This Week in EUCOM History: October 30 - November 4, 1956

EUCOM and its components reach thier highest-ever post-1945 manpower level during this period: 464,694 people.*

EUCOM was closely watching two major crises within its area of resposnibility: The Hungarian Revolution and Suez Canal Crisis. Sixth Fleet was placed on alert by Chief of Naval Operations (CNO) Arliegh Burke: “"Keep clear of foreign op areas but take no guff from anybody."

The Suez Crisis:

The Suez Crisis was an offensive war fought by France, the United Kingdom, and Israel against Egypt beginning Oct. 29, 1956.

On Oct. 30, 1956, Sixth Fleet was placed on alert to respond to the crisis in the Suez. The British-French attack on Egypt began Oct. 31 with a series of large-scale air strikes. The following day, Admiral Arleigh Burke signaled Vice Admiral Charles R. "Cat" Brown, Commander Sixth Fleet: "Situation tense; prepare for imminent hostilities." Brown signaled back: "Am prepared for imminent hostilities, but whose side are we on?" In classic Burke style, the CNO's return response was,

"Keep clear of foreign op areas but take no guff from anybody."

Less than a day after Israel invaded Egypt, Britain and France issued a joint ultimatum to Egypt and Israel, and then began to bomb Cairo. Anglo-French forces withdrew before the end of the year, but Israeli forces remained until March 1957, prolonging the crisis. In April, the canal was fully reopened to shipping.

The attack followed the President of Egypt Gamal Abdel Nasser's July 25, 1956, decision of  to nationalize the Suez Canal, after the withdrawal of an offer by Britain and the United States to fund the building of the Aswan Dam, which was in response to Egypt's new ties with the Soviet Union and recognizing the People's Republic of China during the height of tensions between China and Taiwan. The aims of the attack were primarily to regain Western control of the canal and precipitate the fall of Nasser from power, whose policies were viewed as potentially threatening the strategic interests of the three nations.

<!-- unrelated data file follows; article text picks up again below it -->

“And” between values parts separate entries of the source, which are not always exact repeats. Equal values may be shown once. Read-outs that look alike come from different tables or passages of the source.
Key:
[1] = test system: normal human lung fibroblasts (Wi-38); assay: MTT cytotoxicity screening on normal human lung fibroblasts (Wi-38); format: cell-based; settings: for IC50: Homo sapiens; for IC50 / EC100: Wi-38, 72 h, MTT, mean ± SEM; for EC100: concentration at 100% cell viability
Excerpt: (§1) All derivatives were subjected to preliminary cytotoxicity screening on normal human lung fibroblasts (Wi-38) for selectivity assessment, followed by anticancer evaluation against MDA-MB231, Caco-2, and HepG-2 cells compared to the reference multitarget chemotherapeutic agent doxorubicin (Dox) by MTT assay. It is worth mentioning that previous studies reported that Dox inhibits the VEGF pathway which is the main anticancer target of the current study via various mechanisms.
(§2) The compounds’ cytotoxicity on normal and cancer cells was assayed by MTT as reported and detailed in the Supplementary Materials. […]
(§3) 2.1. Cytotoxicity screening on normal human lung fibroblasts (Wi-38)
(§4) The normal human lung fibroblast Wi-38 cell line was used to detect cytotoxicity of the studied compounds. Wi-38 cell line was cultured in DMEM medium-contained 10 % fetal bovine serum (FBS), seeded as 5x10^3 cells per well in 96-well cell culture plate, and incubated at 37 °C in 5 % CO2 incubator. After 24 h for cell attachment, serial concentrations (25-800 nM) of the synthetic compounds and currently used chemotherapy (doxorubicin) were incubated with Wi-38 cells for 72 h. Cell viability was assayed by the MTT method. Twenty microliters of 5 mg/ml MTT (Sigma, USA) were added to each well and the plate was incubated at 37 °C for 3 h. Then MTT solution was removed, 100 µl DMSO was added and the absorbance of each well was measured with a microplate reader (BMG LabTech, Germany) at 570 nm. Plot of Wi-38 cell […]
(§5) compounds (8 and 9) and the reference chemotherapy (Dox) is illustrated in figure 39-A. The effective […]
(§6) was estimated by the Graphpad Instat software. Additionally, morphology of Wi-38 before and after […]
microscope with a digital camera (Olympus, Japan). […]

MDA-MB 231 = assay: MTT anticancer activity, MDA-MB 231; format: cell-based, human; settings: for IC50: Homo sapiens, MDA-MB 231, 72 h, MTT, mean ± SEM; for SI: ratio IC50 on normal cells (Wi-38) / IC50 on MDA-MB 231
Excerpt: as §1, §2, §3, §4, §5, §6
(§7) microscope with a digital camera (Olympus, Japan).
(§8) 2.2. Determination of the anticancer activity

Hungarian Revolution:

On Nov. 4, a large Soviet force invaded Budapest and other regions of the country.

Soviet troops entered Hungary to end the Hungarian revolution against the Soviet Union which started a week prior on Oct. 23. Hungarian resistance continued until Nov. 10. More than 2,500 Hungarians and 700 Soviet troops were killed in the conflict, and 200,000 Hungarians fled as refugees.

The Hungarian Revolution was a spontaneous nationwide revolt against the government of the People's Republic of Hungary and its Soviet-imposed policies. The revolt spread quickly across Hungary and the government fell. The new government formally disbanded the State Police, declared its intention to withdraw from the Warsaw Pact and pledged to re-establish free elections. By the end of October, fighting had almost stopped and a sense of normality began to return.

*Source: DoD Personnel & Procurement Statistics: Personnel & Procurement Reports and Data Files

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